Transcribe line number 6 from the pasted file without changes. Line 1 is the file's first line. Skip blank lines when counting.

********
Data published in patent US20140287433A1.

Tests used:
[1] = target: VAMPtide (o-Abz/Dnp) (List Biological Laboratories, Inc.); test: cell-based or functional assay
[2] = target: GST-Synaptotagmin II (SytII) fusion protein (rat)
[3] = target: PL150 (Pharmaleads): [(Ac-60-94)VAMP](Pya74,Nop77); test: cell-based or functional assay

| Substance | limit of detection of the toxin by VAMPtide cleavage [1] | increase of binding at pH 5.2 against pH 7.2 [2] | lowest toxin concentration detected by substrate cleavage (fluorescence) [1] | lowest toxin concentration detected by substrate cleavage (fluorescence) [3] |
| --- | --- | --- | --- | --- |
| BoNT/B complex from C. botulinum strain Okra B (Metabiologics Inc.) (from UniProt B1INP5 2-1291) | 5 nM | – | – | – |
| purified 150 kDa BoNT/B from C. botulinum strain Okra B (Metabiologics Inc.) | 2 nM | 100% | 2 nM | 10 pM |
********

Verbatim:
| Substance | limit of detection of the toxin by VAMPtide cleavage [1] | increase of binding at pH 5.2 against pH 7.2 [2] | lowest toxin concentration detected by substrate cleavage (fluorescence) [1] | lowest toxin concentration detected by substrate cleavage (fluorescence) [3] |